498. Athletic Training Practicum IV — This course provides students with the opportunity to develop competence in a variety of mid-level and advanced athletic training skills. Specific skills to be developed include, but are not limited to, facility design and management, human resources, finance and budgeting. Senior case presentations and the completion of a rehabilitation case from beginning to end will occur. Students will prepare for the Board of Certification examination. Students may be assigned supervised clinical experiences as athletic training students for an individual or team sport clinical experience or will be assigned to one or more off-campus clinical affiliations. Students at this level will develop instructional skills by acting as peer-helpers for level I, II, and III students. Clinical experiences are accompanied by a one-hour seminar each week.
Prerequisites: Kin 398
1 Credit | Fall, Spring

499. Special Studies in Exercise Science or Athletic Training — This class is designed to give senior exercise science students an opportunity to pursue a topic of their choosing in a supervised setting. The project may take one of two forms: 1) laboratory research, or 2) a scholarly project using the library. In both cases a thorough literature review will be required.
Prerequisites: Kin 222 and Kin 223, Kin 250
1-3 Credits | Fall, Spring

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    DeVos Fieldhouse 222 Fairbanks Avenue Holland, MI 49423-3735

    Work616.395.7070

  • Gruppen, ToniaHope CollegeKinesiology Department

    DeVos Fieldhouse 222 Fairbanks Avenue Holland, MI 49423-3624

    Work616.395.7455

  • Hallett, ElliotHope CollegeKinesiology Department

    168 East 13th Street Holland, MI 49423

    Work616.395.7800x7956

  • Hannema, CarolineHope CollegeKinesiology Department

    DeVos Fieldhouse 222 Fairbanks Avenue Holland, MI 49423-3735

    Work616.395.7081

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  • Harless, MikaelaHope CollegeKinesiology Department

    Holland, MI 49423

  • Hawken, AndrewHope CollegeKinesiology Department

    222 Fairbanks Avenue Holland, MI 49423

    Work616.395.7070

  • Jackson, FluarryHope CollegeKinesiology Department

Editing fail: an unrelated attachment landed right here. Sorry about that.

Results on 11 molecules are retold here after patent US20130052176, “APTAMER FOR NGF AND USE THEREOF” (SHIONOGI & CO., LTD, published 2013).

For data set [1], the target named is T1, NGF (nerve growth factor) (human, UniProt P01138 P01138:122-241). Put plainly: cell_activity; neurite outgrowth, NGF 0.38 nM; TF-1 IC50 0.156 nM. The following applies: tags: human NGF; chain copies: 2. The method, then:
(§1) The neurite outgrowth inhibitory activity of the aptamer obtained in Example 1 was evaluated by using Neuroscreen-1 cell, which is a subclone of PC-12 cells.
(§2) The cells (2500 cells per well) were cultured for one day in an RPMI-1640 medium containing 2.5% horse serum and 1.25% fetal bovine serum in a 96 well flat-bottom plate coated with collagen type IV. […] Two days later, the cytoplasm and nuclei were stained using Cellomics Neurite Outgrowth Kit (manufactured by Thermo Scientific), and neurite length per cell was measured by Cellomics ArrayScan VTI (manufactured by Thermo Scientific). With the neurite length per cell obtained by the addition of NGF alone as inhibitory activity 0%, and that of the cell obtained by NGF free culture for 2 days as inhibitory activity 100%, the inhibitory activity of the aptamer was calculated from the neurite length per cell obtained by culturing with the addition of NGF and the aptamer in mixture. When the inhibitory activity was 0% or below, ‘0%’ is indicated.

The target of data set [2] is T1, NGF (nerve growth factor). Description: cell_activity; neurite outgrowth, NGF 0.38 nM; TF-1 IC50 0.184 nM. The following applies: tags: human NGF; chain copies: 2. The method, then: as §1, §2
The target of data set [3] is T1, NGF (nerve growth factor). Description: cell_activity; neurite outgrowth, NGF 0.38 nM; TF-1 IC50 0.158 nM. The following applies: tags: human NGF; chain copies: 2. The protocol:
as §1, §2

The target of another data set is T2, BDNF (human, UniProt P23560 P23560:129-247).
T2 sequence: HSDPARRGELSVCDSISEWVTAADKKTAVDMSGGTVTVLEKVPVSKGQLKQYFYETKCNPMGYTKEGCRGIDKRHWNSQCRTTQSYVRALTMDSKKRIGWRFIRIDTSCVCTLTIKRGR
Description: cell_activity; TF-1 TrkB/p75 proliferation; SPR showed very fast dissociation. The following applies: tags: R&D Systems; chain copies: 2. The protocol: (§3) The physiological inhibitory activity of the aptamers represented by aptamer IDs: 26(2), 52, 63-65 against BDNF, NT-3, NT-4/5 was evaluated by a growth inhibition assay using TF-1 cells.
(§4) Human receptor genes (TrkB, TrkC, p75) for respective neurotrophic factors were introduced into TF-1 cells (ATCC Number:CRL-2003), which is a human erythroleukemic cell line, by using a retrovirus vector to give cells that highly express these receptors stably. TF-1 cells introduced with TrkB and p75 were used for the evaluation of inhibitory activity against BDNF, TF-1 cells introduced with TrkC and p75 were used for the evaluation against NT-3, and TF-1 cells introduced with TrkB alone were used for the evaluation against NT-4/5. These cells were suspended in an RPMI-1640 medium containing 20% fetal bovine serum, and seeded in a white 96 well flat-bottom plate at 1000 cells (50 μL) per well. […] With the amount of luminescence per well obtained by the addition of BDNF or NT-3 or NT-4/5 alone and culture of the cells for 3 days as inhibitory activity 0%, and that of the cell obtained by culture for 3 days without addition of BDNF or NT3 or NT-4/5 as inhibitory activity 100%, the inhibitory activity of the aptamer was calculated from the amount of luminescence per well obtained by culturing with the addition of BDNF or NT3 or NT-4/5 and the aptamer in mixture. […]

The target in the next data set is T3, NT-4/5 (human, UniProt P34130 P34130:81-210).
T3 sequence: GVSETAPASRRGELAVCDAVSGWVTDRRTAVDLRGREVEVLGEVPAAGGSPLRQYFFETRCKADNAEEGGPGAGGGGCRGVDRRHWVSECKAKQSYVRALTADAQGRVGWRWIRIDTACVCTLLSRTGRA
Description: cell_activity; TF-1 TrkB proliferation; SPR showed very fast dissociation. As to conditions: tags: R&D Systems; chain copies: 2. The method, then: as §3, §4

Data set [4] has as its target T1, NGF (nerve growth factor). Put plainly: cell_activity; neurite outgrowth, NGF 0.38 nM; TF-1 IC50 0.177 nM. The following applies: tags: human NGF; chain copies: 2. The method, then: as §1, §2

DeVos Fieldhouse 222 Fairbanks Avenue Holland, MI 49423

    Work616.395.7070

  • Jackson, ShawnHope CollegeKinesiology Department

    DeVos Fieldhouse 222 Fairbanks Avenue Holland, MI 49423

    Work616.395.7070

  • Japinga, AnnieHope CollegeKinesiology Department

    DeVos Fieldhouse 222 Fairbanks Avenue Holland, MI 49423

    Work616.395.7070

  • Kamstra, NancyHope CollegeKinesiology Department

    DeVos Fieldhouse 222 Fairbanks Avenue Holland, MI 49423-3624

    Work616.395.7701

  • Karafa, SandiHope CollegeKinesiology Department

    DeVos Fieldhouse 222 Fairbanks Avenue Holland, MI 49423-3605

    Work616.395.7070

  • Kaye, KileyHope CollegeKinesiology Department

    DeVos Fieldhouse 222 Fairbanks Avenue Holland, MI 49423

    Work616.395.7070

  • Kegerreis, JeanHope CollegeKinesiology Department

    DeVos Fieldhouse 222 Fairbanks Avenue Holland, MI 49423-3624

    Work616.395.7070

  • Koberna, TimothyHope CollegeKinesiology Department

    DeVos Fieldhouse 222 Fairbanks Avenue Holland, MI 49423-3698

    Work616.395.7705

  • Kroeze, JoanHope CollegeKinesiology Department

    DeVos Fieldhouse 222 Fairbanks Avenue Holland, MI 49423-3605

    Work616.395.7070

  • Lapciuk, MichaelHope CollegeKinesiology Department

    DeVos Fieldhouse 222 Fairbanks Avenue Holland, MI 49423

    Work616.395.7070

  • Larson, MelindaHope CollegeKinesiology Department

    DeVos Fieldhouse 222 Fairbanks Avenue Holland, MI 49423

    Work616.395.7070

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  • Lunderberg, JonHope CollegeKinesiology Department

    DeVos Fieldhouse 222 Fairbanks Avenue Holland, MI 49423-3605

    Work616.395.7070

  • Margritz, DanielHope CollegeKinesiology Department

    DeVos Fieldhouse 222 Fairbanks Holland, MI 49423

    Work616.395.7070

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  • Markel, PaulHope CollegeKinesiology Department

    DeVos Fieldhouse 222 Fairbanks Avenue Holland, MI 49423-3624

    Work616.395.7070

  • Mitchell, GregHope CollegeKinesiology Department

    DeVos Fieldhouse 222 Fairbanks Holland, MI 49423

    Work616.395.7070

  • Morehouse, BrianHope CollegeDow Center ActivitiesKinesiology Department

    222 Fairbanks Avenue Holland, MI 49423-3735

    Work616.395.7853

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  • Morehouse, DeanHope CollegeKinesiology Department

    DeVos Fieldhouse 222 Fairbanks Avenue Holland, MI 49423-3624

    Work616.395.7070

  • Morrison, Dr. KyleHope CollegeKinesiology Department

    DeVos Fieldhouse 222 Fairbanks Avenue Holland, MI 49423-3735

    Work616.395.7070

  • Northuis, Dr. MarkHope CollegeKinesiology Department